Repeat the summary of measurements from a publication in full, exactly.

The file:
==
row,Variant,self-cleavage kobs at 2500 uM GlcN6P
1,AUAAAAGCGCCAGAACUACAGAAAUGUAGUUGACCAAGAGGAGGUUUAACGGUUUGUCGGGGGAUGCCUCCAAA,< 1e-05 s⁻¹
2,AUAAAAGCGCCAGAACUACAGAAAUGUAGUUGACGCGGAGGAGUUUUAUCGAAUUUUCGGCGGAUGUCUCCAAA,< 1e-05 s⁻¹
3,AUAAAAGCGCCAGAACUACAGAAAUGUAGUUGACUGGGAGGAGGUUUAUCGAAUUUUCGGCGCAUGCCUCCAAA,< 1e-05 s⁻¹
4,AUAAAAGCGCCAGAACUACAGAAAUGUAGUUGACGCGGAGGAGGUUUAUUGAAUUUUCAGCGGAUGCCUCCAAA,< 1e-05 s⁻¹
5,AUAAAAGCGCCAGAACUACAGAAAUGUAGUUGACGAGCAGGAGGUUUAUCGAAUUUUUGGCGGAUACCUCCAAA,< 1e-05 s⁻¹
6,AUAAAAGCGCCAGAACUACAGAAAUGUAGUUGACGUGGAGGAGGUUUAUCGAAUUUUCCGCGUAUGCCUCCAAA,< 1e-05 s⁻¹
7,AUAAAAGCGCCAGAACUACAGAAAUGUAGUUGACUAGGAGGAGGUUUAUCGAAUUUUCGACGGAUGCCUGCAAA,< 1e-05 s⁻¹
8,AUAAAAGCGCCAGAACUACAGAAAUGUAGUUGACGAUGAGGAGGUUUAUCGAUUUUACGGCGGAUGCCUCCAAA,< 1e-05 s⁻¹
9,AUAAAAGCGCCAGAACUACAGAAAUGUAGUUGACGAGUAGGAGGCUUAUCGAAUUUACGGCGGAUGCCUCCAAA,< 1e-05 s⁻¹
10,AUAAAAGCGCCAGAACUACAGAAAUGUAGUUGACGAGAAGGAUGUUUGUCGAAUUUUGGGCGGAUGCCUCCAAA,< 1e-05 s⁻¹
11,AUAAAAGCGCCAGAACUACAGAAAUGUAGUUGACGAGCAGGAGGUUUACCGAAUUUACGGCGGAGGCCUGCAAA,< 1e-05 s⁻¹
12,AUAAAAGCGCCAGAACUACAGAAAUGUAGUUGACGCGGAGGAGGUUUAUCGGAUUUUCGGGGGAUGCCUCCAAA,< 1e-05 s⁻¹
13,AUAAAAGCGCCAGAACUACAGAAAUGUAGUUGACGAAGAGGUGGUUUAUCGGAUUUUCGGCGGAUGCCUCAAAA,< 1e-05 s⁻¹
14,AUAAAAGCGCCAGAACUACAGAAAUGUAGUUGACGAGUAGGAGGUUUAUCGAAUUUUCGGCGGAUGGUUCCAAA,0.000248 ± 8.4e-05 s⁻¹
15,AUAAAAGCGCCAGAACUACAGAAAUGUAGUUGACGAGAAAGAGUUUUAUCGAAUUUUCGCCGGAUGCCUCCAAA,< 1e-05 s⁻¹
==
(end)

row,Variant,self-cleavage kobs at 2500 uM GlcN6P
1,AUAAAAGCGCCAGAACUACAGAAAUGUAGUUGACCAAGAGGAGGUUUAACGGUUUGUCGGGGGAUGCCUCCAAA,< 1e-05 s⁻¹
2,AUAAAAGCGCCAGAACUACAGAAAUGUAGUUGACGCGGAGGAGUUUUAUCGAAUUUUCGGCGGAUGUCUCCAAA,< 1e-05 s⁻¹
3,AUAAAAGCGCCAGAACUACAGAAAUGUAGUUGACUGGGAGGAGGUUUAUCGAAUUUUCGGCGCAUGCCUCCAAA,< 1e-05 s⁻¹
4,AUAAAAGCGCCAGAACUACAGAAAUGUAGUUGACGCGGAGGAGGUUUAUUGAAUUUUCAGCGGAUGCCUCCAAA,< 1e-05 s⁻¹
5,AUAAAAGCGCCAGAACUACAGAAAUGUAGUUGACGAGCAGGAGGUUUAUCGAAUUUUUGGCGGAUACCUCCAAA,< 1e-05 s⁻¹
6,AUAAAAGCGCCAGAACUACAGAAAUGUAGUUGACGUGGAGGAGGUUUAUCGAAUUUUCCGCGUAUGCCUCCAAA,< 1e-05 s⁻¹
7,AUAAAAGCGCCAGAACUACAGAAAUGUAGUUGACUAGGAGGAGGUUUAUCGAAUUUUCGACGGAUGCCUGCAAA,< 1e-05 s⁻¹
8,AUAAAAGCGCCAGAACUACAGAAAUGUAGUUGACGAUGAGGAGGUUUAUCGAUUUUACGGCGGAUGCCUCCAAA,< 1e-05 s⁻¹
9,AUAAAAGCGCCAGAACUACAGAAAUGUAGUUGACGAGUAGGAGGCUUAUCGAAUUUACGGCGGAUGCCUCCAAA,< 1e-05 s⁻¹
10,AUAAAAGCGCCAGAACUACAGAAAUGUAGUUGACGAGAAGGAUGUUUGUCGAAUUUUGGGCGGAUGCCUCCAAA,< 1e-05 s⁻¹
11,AUAAAAGCGCCAGAACUACAGAAAUGUAGUUGACGAGCAGGAGGUUUACCGAAUUUACGGCGGAGGCCUGCAAA,< 1e-05 s⁻¹
12,AUAAAAGCGCCAGAACUACAGAAAUGUAGUUGACGCGGAGGAGGUUUAUCGGAUUUUCGGGGGAUGCCUCCAAA,< 1e-05 s⁻¹
13,AUAAAAGCGCCAGAACUACAGAAAUGUAGUUGACGAAGAGGUGGUUUAUCGGAUUUUCGGCGGAUGCCUCAAAA,< 1e-05 s⁻¹
14,AUAAAAGCGCCAGAACUACAGAAAUGUAGUUGACGAGUAGGAGGUUUAUCGAAUUUUCGGCGGAUGGUUCCAAA,0.000248 ± 8.4e-05 s⁻¹
15,AUAAAAGCGCCAGAACUACAGAAAUGUAGUUGACGAGAAAGAGUUUUAUCGAAUUUUCGCCGGAUGCCUCCAAA,< 1e-05 s⁻¹